|By Andy Wilson|
Pretty much all my paddling has been done either in, or in preparation for, adventure races. I don't own a kayak and don't practice on a regular basis outside of races. Probably as a result kayak stages are almost always a chore in unresponsive, stubborn sit-on-tops. I say "almost" because who could forget whitewater in Sevvys in the 2006 Open 24. Races are meant to be fun aren't they? Challenging, competitive but ultimately enjoyable or else we wouldn't chose to do them.
Having paddled sit-tops in various races, and also paddled some "proper" kayaks at others, the news that Necky Amaruks would be an option at this year's Open 24 sounded very positive to me and I was very keen to use one if at all possible. The benefits which immediately sprang to mind being speed and comfort, and having had a good result last year we wanted to give ourselves the best opportunity this time.
The downside being actually having to get the required award, how much it was going to cost, and was there any value other than simply be allowed to paddle a faster boat in the Open 24. Perhaps there is a bigger picture here, but more of that later.
So, what exactly is the Open 24 requirement? Competitors will be allowed to use their own boats, where approved, or hire Necky Amaruks from the organiser if one of the pair has either a new UKCC 2* or older British Canoe Union (BCU) 3* qualification. No qualification and racers will have to use sit-on-tops as in previous races. (The old BCU 3* award is no longer available. The new award is still governed by the BCU and meets the standards of the UK Coaching Certificate scheme. Hence, new the name.)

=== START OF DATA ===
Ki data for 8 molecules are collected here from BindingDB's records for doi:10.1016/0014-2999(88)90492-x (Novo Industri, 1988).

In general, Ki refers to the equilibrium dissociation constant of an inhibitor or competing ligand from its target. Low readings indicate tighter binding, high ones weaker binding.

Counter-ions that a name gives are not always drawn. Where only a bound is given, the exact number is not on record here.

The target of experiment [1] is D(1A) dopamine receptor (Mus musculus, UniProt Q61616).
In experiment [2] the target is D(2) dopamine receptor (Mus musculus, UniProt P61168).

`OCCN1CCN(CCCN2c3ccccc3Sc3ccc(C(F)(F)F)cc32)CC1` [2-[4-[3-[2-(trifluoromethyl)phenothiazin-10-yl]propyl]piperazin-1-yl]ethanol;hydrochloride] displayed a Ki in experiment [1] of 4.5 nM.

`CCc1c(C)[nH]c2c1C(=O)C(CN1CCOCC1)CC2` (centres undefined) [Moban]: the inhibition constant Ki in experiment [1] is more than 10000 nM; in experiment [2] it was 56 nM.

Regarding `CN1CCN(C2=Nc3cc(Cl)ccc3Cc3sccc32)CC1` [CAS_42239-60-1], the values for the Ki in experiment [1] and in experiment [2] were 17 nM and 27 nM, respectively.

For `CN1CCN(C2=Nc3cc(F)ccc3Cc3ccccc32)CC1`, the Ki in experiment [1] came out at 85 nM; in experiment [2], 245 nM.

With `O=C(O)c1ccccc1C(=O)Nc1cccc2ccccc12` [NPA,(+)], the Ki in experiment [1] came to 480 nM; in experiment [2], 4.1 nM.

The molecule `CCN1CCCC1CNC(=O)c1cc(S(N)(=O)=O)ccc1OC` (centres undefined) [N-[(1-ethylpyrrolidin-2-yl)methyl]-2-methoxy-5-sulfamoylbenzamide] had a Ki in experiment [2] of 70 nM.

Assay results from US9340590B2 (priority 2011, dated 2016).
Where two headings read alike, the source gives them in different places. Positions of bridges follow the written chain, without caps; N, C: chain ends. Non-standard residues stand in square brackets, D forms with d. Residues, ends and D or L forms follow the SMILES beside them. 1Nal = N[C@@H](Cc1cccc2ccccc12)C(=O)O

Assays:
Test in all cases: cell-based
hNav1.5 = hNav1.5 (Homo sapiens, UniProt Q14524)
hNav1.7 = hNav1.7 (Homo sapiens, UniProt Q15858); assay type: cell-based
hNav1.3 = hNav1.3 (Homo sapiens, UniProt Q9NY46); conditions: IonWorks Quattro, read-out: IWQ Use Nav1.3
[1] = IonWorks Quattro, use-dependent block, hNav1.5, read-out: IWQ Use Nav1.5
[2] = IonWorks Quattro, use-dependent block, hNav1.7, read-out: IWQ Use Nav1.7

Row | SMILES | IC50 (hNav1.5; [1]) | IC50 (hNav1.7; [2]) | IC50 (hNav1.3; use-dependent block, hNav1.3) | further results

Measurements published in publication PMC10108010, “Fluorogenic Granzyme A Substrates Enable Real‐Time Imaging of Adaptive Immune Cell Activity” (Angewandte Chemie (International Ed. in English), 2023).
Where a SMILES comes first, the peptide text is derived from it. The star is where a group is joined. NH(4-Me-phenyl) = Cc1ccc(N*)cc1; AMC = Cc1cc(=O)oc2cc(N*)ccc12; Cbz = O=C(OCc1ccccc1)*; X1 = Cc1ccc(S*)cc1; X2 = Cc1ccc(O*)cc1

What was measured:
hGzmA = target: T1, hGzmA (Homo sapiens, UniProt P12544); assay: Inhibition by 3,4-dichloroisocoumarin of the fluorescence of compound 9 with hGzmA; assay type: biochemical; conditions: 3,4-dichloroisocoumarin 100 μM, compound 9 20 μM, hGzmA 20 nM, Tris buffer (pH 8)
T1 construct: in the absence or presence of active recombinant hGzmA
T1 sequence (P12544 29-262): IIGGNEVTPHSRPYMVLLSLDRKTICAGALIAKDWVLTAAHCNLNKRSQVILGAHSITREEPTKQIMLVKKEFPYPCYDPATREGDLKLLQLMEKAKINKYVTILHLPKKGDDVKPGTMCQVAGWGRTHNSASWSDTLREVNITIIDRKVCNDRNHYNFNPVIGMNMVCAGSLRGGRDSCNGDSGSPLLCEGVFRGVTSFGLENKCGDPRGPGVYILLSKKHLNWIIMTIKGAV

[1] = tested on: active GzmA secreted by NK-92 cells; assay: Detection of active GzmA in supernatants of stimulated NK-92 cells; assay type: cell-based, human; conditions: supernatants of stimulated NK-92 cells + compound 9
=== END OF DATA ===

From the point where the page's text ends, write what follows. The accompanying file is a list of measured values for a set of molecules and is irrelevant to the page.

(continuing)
And what's required in the new UKCC 2 Star award? A quick look at the syllabus indicates that it is an "improvers" award, for paddlers who already have experience of two different craft, in a couple of different locations and who have either taken part in 2 local competitions or undertaken 2 journeys of 2 hours or more. Which will cover most adventure racers who have ever paddled Sevvys and sit-on-tops I expect.
The award looks to develop personal paddling skills both to make forward paddling more efficient and also to increase close control through various paddle strokes, and is conducted both in kayaks and canoes.
Open Adventure have arranged, in conjunction with Windermere Canoe & Kayak, several weekend training and assessment courses for the UKCC 2* qualification, targeted at Open 24 racers. The WCK course I thought was remarkable value at £95 especially when compared to other options – the other ones I could find were well over £250 for training and assessment.